Dr. Peter F. Amoroso, Commissioner of Correction of the city of New York, has given us information concerning the prisoners sentenced to the penitentiary at Riker's Island from whom our subjects were drawn. During the year beginning July 1, 1941, and ending June 30, 1942, there were 1,756 inmates in this institution. They had received an indeterminate sentence, that is, from a minimum of a few months to a maximum of three years. Of this group, 175 were subjected to intensive study by the psychiatrist because they were considered possible psychotic cases, 117 were sex offenders, and 200 were miscellaneous cases referred for mental observation, making a total of 492. Twenty-seven of these cases were committed to state institutions for the criminal insane, namely, 25 to Matteawan and 2 to Dannemora.
Commissioner Amoroso, after reviewing these cases, writes as follows:
"The prison atmosphere may place a most severe strain on those who are physically or mentally abnormal upon commitment . . . Emotionally unstable persons find themselves during incarceration denied the assertion and enjoyment of the basic human urges and impulses and it is natural to expect, therefore, that prison life may result in various types of explosions, such as psychoses, neuroses, sex perversion, and even physical and moral deterioration.'
"I am indeed surprised that we had so little trouble with our volunteers upon completion of their study and sojourn at Welfare Hospital, and the few psychotic episodes that occurred are exactly what we would expect in the whole group without considering the administration and effects of excessive doses of marihuana."
In the study of the actions of marihuana in respect to subjective and objective symptoms and behavior, the marihuana was given a number of times to each of the subjects in the form of the concentrate taken by stomach. The amount given ranged from 2 to 22 cc., in most cases from 2 to 5 cc. After marihuana was taken, the systematic action became evident in from one- half to one hour and the maximum effects were seen in from two to three hours. They passed off gradually, usually in from three to five hours, although in some instances they did not completely disappear until twelve or more hours.
Of the symptoms occurring, a feeling of lightness in the head with some dizziness, a sensation of floating in the air, dryness of the throat, hunger and thirst, unsteadiness and heaviness in the extremities were the most frequent. Tremor and ataxia, dilation of the pupils and sluggishness in responsiveness to light were observed in all subjects.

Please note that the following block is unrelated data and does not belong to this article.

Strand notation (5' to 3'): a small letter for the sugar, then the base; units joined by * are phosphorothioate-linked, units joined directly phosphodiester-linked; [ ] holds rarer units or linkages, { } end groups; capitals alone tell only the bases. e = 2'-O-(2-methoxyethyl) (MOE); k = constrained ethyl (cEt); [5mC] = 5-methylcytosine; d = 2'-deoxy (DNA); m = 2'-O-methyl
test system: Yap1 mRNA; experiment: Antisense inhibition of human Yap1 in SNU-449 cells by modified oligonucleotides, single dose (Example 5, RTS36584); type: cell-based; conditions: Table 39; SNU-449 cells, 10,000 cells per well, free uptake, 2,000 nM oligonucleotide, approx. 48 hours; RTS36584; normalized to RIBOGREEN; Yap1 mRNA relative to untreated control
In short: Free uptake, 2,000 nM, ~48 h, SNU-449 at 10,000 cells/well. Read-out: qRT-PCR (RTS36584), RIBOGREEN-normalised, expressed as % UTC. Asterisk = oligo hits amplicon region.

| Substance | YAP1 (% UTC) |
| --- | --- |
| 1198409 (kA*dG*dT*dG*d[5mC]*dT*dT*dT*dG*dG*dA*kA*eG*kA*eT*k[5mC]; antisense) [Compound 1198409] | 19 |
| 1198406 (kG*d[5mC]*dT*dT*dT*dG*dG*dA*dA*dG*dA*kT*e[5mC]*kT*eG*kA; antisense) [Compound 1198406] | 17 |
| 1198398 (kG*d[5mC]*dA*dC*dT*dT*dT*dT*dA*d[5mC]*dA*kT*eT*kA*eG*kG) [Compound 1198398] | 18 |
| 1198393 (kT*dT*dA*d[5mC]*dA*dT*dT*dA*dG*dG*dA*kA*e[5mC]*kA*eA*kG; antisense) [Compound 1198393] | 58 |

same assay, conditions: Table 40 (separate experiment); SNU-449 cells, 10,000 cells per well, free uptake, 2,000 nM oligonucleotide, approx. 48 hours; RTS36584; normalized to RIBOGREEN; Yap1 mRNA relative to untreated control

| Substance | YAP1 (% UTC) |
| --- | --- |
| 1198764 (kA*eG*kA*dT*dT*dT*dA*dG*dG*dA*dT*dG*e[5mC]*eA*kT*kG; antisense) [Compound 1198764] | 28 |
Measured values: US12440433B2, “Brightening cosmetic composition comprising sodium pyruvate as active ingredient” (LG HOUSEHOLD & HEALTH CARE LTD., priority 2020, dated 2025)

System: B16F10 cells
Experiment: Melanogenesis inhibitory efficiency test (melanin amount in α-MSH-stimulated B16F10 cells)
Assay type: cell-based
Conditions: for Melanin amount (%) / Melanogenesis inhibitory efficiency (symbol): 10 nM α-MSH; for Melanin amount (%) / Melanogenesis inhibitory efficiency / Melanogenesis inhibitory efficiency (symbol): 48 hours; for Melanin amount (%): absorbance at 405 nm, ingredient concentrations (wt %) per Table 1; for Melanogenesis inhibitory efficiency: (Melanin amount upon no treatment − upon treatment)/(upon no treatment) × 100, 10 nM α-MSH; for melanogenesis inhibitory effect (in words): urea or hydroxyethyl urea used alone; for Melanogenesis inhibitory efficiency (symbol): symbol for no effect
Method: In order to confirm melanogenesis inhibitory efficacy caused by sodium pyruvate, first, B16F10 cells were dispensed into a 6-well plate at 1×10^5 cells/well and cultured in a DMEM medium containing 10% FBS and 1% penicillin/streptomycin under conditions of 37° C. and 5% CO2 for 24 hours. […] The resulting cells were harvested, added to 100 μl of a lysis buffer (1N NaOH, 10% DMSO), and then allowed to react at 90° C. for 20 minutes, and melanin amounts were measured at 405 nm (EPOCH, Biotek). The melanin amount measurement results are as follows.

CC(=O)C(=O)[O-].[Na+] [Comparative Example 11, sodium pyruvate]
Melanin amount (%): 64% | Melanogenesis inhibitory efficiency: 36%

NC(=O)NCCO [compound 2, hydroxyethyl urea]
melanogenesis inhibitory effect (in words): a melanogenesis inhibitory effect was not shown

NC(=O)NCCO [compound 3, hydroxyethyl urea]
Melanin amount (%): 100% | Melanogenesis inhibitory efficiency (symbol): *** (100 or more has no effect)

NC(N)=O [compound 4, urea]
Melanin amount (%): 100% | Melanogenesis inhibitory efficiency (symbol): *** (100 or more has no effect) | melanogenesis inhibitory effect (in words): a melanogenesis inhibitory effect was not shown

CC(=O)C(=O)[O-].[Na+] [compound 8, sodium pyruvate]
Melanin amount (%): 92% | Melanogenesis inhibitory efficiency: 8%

From observations on the behavior and responses of the subjects, it was found that a mixture of euphoria and apprehension was generally present. If the subjects were undisturbed there was a state of quiet and drowsiness, and unawareness of surroundings, with some difficulty in focusing and sustaining mental concentration. If they were in company, restlessness, talkativeness, laughter and joking were commonly seen. A feeling of apprehension, based on uncertainty regarding the possible effects of the drug and strengthened by any disagreeable sensations present, alternated with the euphoria. If the apprehension developed into a state of real anxiety, a spirit of antagonism was shown. However, any resistance to requests made to the subjects was passive and not physical and there was no aggressiveness or violent behavior observed. Erotic ideas or sensations when present took no active expression.
Six of the subjects developed toxic episodes characteristic of acute marihuana intoxication. The dosage varied from 4 to 8 cc. of the concentrate, and the episodes lasted from three to six hours, in one instance ten hours. The effects were mixtures of euphoric and anxiety states, laughter, elation, excitement, disorientation and mental confusion.
The doses given were toxic to the individuals in question but not to others taking the same or larger ones. Once the drug had been taken the effects were beyond the subject's control. The actions described took unusual expression because for the particular subject at a particular time the dose was unusually effective. A corresponding toxicity did not occur from cigarettes for here the effects came on promptly and on the appearance of any untoward effects, the smoking was stopped.
In three of the subjects a definite psychotic state occurred, in two shortly after marihuana ingestion, in one after a two week interval. Of the first two, one was an epileptic and the other had a history of heroin addiction and a prepsychotic personality. The third was considered a case of prison psychosis. The conclusion seems warranted that given the potential personality make-up and the right time and environment, marihuana may bring on a true psychotic state.